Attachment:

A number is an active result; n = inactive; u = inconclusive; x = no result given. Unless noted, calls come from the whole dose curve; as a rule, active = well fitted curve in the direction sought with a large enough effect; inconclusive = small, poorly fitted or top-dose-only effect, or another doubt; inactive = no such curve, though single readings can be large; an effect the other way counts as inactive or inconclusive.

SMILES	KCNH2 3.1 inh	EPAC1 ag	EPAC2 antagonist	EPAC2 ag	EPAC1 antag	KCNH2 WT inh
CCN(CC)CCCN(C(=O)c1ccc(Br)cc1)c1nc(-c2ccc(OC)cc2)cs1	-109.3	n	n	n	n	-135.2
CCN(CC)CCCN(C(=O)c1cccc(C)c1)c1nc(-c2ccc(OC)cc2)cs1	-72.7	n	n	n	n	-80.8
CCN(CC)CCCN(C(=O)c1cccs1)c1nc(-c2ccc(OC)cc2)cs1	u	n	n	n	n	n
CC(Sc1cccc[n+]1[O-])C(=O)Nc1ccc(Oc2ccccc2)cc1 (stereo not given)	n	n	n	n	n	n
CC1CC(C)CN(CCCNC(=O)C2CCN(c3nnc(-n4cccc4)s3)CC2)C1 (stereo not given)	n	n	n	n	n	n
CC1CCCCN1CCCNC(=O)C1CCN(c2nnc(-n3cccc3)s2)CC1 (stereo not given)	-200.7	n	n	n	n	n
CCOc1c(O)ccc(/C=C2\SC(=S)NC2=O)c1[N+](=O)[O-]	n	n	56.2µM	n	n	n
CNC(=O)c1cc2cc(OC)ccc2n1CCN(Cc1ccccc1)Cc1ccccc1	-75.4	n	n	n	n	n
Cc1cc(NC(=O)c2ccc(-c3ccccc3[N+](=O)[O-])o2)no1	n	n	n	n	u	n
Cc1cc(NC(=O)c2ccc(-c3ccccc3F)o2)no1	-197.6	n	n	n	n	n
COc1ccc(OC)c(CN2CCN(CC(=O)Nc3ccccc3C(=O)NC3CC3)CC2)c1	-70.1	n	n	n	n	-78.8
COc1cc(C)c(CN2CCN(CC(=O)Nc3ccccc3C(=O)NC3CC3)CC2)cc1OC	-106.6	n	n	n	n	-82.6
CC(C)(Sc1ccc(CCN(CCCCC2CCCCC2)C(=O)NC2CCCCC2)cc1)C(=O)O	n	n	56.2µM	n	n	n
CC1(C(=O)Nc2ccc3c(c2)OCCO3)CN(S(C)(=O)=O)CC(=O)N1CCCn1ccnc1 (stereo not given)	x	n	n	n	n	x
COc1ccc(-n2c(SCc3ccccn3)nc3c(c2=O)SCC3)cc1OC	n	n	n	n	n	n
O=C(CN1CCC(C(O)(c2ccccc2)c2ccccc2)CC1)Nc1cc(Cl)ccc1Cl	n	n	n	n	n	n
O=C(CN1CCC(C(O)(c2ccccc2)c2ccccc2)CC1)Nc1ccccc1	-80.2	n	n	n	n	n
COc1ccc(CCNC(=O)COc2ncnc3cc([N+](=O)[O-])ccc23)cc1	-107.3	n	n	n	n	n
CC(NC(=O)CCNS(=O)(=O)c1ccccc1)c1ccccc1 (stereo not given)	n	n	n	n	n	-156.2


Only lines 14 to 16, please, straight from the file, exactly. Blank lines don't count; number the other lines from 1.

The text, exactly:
COc1cc(C)c(CN2CCN(CC(=O)Nc3ccccc3C(=O)NC3CC3)CC2)cc1OC	-106.6	n	n	n	n	-82.6
CC(C)(Sc1ccc(CCN(CCCCC2CCCCC2)C(=O)NC2CCCCC2)cc1)C(=O)O	n	n	56.2µM	n	n	n
CC1(C(=O)Nc2ccc3c(c2)OCCO3)CN(S(C)(=O)=O)CC(=O)N1CCCn1ccnc1 (stereo not given)	x	n	n	n	n	x